The Democratic Republic of Congo's (DRC) town of Mweso in Masisi, North Kivu Province is still reeling from the tragic deaths of 19 people following bombardments from a clash between the Congolese army and M23 rebel group on Thursday.
Both sides trade blame for the deaths with Congolese troops accusing M23 of turning on civilians after losing on the battlefield, claims the rebels denied.
According to the Congolese army (FARDC), some 27 other people were injured in the bombardments.
"The rebels, having realised that they had lost control of the town of Mweso, dropped 120 mm mortar bombs indiscriminately in the town, causing the death of 19 people and wounding 27 innocent civilians", according to a statement by Lt-Col Ndjike Kaiko Guillaume, spokesman for the Congolese army in North Kivu.
The war in Kivu between the FARDC and the M23 continues, causing massive population displacements.
According to the UN, nearly 7 million civilians have already fled their villages throughout the DRC because of the insecurity caused by armed groups and the fighting.
Meanwhile, peace initiatives in the region have stalled. Neither the Nairobi process, which called for talks between the armed groups and the government in Kinshasa nor has the Luanda process, led by Angola's President João Lourenço, has produced expected results.
The Luanda process was supposed to bring peace between the DRC and Rwanda.
In the war in North Kivu, the Congolese authorities accuse Rwanda of supporting the M23 with men and weapons. Several UN reports have affirmed this, but the Rwandan authorities reject these accusations.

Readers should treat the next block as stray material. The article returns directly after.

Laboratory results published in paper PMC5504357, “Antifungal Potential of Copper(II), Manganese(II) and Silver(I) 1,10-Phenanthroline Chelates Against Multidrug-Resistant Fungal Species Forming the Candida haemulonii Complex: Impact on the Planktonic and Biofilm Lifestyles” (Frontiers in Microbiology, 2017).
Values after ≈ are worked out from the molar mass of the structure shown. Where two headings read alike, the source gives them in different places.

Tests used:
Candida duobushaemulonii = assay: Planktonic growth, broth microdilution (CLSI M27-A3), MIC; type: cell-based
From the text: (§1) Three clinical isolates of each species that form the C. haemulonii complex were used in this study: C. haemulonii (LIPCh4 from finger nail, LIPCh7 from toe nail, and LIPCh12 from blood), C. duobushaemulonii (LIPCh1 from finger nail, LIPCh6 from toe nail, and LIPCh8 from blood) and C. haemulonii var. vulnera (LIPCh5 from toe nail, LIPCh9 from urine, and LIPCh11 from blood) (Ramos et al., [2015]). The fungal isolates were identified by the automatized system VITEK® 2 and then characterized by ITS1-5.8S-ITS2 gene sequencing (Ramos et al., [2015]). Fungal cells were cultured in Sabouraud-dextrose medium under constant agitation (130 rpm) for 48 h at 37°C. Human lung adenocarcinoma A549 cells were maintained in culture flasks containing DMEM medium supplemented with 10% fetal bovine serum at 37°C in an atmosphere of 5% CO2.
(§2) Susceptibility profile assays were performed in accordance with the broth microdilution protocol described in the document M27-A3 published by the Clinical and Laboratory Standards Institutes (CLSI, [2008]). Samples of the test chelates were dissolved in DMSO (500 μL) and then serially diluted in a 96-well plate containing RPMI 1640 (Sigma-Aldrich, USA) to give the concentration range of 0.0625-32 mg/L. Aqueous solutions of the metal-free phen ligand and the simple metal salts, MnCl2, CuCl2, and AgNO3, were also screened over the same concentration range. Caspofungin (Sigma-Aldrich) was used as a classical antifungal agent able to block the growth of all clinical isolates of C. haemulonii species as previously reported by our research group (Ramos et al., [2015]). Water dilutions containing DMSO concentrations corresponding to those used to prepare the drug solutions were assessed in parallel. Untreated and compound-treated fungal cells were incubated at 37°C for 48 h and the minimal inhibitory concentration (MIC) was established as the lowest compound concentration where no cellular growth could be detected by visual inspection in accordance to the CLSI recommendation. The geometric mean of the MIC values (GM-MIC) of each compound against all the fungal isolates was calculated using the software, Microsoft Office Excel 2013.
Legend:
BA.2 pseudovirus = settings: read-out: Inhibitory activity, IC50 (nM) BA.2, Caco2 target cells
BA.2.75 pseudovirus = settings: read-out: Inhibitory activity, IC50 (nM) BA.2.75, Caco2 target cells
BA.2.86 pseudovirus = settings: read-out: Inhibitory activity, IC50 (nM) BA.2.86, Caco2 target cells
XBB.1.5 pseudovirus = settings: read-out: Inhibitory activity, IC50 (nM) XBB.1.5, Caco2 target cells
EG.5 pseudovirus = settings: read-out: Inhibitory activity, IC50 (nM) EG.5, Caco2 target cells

At present, it is the US authorities who are trying to bring peace between Kigali and Kinshasa. In December 2023, US imposed a ceasefire that lasted for two weeks. However, fighting has resumed since then.
The M23 has joined forces with the new Alliance Fleuve Congo coalition led by former electoral commission chairperson Corneille Nangaa while the DRC army has been reinforced by SADC troops.
This week, US Secretary of State Antony Blinken, who is on tour in Africa, is expected to discuss security issues in the DRC with Lourenço. Before launching his African tour, Blinken met Rwanda's President Paul Kagame at the Davos Economic Forum in Switzerland.
"We are determined to do everything in our power to support the efforts being made, particularly by Angola and Kenya, towards a peaceful resolution of disagreements and the prevention of conflict in the eastern DRC", Blinken said during his meeting with Kagame.
Blinken's tour did not include a visit to Kinshasa, but he spoke on the phone with DRC President Félix Tshisekedi about security issues in the east of the DRC among other things.